surrender Pretoria, Johannesburg and Kimberley and retreat to an enclave around Cape Town, somewhat like Hong Kong. It’s quite extraordinary, you know. Armed revolution is freely discussed everywhere you go there. Writing about it is frowned upon as being inflammatory, but they sure as heck discuss it.
Maclean’s: Do you feel your earlier novel, Caravans, has any special relevance today?
Michener: I think its relevance is amazing. I was in Afghanistan about 30 years ago but I foresaw the Russian and American confrontation. I foresaw the attitude of the mullahs there just as they’ve been evidenced in Iran. I’ve received a lot of criticism in my day—people forget that sometimes—and people really abused me for the scene in Caravans where a woman is stoned to death. Yet that’s.happening all over Iran now. Maclean’s: With your knowledge of the mullahs, what do you think the U.S. should he doing about the Iranian situation?
Michener: They should have assembled a high-level study group of people who’ve lived in these countries and can reasonably predict what might happen. It’s the same now as it was in the Second World War. When we entered our war with Japan, we knew practically nothing about the country. It took us a dreadful time to catch up and cost us dearly. But I think our main failure in Iran was not to move it onto the very highest level of moral imperative from the start. I think it might be best now to hang fire until Mr. Reagan takes office so he can make a fresh start.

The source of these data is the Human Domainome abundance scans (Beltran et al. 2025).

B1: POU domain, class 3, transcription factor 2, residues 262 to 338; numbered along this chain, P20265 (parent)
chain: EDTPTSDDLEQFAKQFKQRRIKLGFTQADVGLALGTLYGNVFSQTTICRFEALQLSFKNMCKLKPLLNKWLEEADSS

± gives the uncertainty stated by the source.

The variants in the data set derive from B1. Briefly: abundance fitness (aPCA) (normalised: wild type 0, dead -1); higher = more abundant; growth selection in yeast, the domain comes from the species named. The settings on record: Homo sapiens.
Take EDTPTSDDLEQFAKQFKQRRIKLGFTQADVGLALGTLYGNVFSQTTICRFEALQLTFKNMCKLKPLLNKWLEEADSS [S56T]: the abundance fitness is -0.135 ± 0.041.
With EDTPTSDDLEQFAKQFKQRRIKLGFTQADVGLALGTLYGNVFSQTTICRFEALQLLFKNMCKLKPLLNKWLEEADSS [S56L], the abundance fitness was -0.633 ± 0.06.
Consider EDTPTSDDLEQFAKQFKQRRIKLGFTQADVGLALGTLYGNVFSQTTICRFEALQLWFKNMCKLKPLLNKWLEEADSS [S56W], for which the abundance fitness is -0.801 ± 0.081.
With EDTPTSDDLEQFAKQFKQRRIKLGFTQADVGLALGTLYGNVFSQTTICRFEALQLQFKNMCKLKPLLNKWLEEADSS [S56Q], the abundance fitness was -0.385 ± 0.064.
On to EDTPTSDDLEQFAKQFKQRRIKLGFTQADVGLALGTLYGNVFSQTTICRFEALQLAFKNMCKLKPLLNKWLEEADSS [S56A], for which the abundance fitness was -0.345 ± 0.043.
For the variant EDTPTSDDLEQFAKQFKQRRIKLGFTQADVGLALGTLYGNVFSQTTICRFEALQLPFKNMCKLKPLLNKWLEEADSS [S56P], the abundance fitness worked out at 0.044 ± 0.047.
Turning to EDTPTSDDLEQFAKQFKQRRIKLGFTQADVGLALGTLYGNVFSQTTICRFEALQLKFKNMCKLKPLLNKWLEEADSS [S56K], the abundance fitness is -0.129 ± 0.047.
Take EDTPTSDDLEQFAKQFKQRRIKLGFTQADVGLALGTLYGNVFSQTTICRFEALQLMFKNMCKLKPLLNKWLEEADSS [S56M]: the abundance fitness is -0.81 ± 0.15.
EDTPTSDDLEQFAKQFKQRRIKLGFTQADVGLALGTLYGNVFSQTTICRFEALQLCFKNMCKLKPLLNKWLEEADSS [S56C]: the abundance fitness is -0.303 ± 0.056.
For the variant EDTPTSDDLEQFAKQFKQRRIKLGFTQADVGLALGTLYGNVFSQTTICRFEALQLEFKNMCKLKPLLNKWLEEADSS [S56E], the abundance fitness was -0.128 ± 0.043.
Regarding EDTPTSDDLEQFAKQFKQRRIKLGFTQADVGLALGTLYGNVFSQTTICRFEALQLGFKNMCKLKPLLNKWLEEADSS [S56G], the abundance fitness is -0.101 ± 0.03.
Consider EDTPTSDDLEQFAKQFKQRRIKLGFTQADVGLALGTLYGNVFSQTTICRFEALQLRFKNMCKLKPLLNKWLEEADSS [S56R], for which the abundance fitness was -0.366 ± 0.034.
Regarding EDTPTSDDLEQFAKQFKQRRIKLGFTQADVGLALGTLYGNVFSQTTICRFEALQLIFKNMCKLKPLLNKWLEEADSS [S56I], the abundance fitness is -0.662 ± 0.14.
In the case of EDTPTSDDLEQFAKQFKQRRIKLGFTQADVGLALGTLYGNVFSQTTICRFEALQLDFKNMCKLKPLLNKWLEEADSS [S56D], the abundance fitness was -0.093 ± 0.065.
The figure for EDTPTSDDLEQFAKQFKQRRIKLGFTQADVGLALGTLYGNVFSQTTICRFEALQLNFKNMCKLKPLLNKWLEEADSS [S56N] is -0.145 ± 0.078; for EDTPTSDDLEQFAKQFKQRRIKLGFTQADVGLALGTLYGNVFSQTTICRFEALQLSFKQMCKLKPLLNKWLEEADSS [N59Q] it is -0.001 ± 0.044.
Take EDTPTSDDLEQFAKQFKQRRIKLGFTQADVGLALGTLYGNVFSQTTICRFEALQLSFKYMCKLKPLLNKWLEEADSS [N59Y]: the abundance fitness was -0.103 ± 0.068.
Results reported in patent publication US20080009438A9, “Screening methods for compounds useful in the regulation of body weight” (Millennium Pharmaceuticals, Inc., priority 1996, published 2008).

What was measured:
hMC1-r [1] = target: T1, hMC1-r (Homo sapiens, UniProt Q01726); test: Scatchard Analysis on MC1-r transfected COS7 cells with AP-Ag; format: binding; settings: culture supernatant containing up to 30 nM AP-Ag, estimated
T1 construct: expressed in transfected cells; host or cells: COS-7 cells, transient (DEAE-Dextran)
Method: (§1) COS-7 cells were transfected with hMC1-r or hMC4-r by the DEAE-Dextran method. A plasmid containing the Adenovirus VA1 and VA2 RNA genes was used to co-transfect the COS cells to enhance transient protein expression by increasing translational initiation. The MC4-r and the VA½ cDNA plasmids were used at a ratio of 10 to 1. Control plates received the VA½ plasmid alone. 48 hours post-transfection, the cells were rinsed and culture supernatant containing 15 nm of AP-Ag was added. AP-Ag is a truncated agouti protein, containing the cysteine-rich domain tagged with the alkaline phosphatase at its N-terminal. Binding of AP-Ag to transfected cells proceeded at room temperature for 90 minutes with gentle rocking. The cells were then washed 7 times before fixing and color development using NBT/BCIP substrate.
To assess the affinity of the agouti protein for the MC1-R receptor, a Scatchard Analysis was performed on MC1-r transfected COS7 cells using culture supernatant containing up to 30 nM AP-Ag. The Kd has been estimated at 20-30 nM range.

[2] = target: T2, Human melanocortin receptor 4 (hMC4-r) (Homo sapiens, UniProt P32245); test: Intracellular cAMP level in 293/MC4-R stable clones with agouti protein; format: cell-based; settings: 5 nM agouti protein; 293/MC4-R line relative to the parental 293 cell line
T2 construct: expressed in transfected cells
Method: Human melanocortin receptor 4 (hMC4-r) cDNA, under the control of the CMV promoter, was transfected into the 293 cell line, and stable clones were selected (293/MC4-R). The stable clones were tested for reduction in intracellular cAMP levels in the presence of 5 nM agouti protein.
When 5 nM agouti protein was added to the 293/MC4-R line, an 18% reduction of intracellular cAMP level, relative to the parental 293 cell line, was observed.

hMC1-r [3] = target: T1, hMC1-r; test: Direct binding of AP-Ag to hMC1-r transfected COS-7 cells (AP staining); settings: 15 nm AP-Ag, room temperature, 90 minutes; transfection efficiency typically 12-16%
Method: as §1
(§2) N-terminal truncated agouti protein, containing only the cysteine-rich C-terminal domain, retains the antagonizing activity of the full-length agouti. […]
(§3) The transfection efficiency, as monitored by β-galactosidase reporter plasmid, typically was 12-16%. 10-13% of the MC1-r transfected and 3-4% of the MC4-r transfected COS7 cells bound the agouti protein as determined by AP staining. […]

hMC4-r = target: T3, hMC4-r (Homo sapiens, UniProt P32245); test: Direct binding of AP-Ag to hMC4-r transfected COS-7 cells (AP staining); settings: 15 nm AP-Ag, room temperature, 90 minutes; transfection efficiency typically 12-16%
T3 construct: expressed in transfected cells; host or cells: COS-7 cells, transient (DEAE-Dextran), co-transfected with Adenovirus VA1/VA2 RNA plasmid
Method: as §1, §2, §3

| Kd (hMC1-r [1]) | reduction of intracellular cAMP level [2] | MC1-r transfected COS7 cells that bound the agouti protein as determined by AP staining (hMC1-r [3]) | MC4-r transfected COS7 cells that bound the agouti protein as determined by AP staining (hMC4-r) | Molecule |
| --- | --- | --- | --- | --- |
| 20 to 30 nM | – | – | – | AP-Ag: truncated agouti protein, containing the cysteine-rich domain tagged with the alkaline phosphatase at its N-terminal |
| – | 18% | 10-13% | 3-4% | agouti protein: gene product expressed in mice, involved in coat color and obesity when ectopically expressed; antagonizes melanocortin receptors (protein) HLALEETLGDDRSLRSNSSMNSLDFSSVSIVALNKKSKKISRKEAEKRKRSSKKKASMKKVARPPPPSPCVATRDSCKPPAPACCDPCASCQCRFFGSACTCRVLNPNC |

Maclean’s: Have you decided on the subject of your next book?
Michener: I have three or four in mind. Possibly a Caribbean story, or something based on my extensive interest in outer space. Or possibly an Alaskan novel with a strong Canadian component.
Maclean’s: Won't your readers find Canada somewhat less exotic than your other subjects?
Michener: You’re wrong there. When I wrote Centennial, I didn’t pick the gold fields or the wildly exciting areas; I took the flatlands, which are bleak and forbidding. I would have no hesitance in starting tomorrow on a book about Canada and be assured that people would be as interested in it as ever they were in The Source or Iberia.
Maclean’s: What have your books
Michener: I think that what anybody can accomplish with an art is minimal, socially. Right now, they’re advertising my book as “the long-awaited novel of . . . .” That’s rubbish. The world is not panting for a new novel by anybody. Maclean’s: But surely there are legions of Michener fans out there.
Michener: Look, I have these millions of books in print, read everywhere, in all languages. The best I can say is that my testimony has been positive rather than negative. But whether any of it is taken or not, I have a very cautious judgment. There’s an anecdote that just about illustrates the level of what I’ve accomplished. Years ago, Gregory Peck was finishing a movie called Gentleman's Agreement, about anti-Semitism. On the last day, two grips came up to him and said they’d been very moved and had learned a lot. Peck asked them what they’d learned and they said, “You better be nice to Jews because they might turn out to be gentiles.” Cf